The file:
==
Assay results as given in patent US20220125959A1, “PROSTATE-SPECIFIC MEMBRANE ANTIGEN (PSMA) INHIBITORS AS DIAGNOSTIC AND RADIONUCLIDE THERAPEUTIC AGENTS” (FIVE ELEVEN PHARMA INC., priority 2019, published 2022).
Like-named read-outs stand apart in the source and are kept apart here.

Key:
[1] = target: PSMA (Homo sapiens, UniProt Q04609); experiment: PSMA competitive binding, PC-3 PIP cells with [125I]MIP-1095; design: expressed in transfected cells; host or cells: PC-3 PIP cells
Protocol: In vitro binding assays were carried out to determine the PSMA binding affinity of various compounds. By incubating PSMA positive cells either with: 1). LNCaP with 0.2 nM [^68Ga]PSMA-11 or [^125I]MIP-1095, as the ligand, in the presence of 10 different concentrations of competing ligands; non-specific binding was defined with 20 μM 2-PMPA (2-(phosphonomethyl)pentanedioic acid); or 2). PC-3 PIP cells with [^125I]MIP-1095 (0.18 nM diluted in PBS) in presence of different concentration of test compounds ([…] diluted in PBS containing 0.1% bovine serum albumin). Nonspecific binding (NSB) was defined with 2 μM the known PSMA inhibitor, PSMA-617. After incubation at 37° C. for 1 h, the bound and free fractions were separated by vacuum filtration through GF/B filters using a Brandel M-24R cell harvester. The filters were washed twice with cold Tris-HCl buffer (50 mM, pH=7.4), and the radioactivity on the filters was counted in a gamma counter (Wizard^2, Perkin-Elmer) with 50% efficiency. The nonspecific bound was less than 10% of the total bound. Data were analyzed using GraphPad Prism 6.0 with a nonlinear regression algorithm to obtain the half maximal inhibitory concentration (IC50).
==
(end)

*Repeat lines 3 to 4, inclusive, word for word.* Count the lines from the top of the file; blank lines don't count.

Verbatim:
Key:
[1] = target: PSMA (Homo sapiens, UniProt Q04609); experiment: PSMA competitive binding, PC-3 PIP cells with [125I]MIP-1095; design: expressed in transfected cells; host or cells: PC-3 PIP cells